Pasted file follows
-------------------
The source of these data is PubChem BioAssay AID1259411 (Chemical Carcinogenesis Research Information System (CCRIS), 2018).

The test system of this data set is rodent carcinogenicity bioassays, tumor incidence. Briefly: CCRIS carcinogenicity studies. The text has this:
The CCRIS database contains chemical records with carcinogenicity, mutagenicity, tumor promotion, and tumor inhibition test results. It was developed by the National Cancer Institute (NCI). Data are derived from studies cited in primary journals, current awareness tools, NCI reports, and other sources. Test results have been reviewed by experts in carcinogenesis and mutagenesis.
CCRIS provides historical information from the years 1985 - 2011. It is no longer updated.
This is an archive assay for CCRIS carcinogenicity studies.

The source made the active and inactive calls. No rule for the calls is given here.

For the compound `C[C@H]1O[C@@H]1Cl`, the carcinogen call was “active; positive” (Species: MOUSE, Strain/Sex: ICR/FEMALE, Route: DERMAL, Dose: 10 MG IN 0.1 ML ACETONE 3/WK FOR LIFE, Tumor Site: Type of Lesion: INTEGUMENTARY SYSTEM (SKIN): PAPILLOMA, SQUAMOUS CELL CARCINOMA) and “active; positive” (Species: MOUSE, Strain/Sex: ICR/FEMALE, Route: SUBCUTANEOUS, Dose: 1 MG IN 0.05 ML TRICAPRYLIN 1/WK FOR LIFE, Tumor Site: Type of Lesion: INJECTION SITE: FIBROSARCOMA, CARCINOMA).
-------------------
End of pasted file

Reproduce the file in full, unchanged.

The source of these data is PubChem BioAssay AID1259411 (Chemical Carcinogenesis Research Information System (CCRIS), 2018).

The test system of this data set is rodent carcinogenicity bioassays, tumor incidence. Briefly: CCRIS carcinogenicity studies. The text has this:
The CCRIS database contains chemical records with carcinogenicity, mutagenicity, tumor promotion, and tumor inhibition test results. It was developed by the National Cancer Institute (NCI). Data are derived from studies cited in primary journals, current awareness tools, NCI reports, and other sources. Test results have been reviewed by experts in carcinogenesis and mutagenesis.
CCRIS provides historical information from the years 1985 - 2011. It is no longer updated.
This is an archive assay for CCRIS carcinogenicity studies.

The source made the active and inactive calls. No rule for the calls is given here.

For the compound `C[C@H]1O[C@@H]1Cl`, the carcinogen call was “active; positive” (Species: MOUSE, Strain/Sex: ICR/FEMALE, Route: DERMAL, Dose: 10 MG IN 0.1 ML ACETONE 3/WK FOR LIFE, Tumor Site: Type of Lesion: INTEGUMENTARY SYSTEM (SKIN): PAPILLOMA, SQUAMOUS CELL CARCINOMA) and “active; positive” (Species: MOUSE, Strain/Sex: ICR/FEMALE, Route: SUBCUTANEOUS, Dose: 1 MG IN 0.05 ML TRICAPRYLIN 1/WK FOR LIFE, Tumor Site: Type of Lesion: INJECTION SITE: FIBROSARCOMA, CARCINOMA).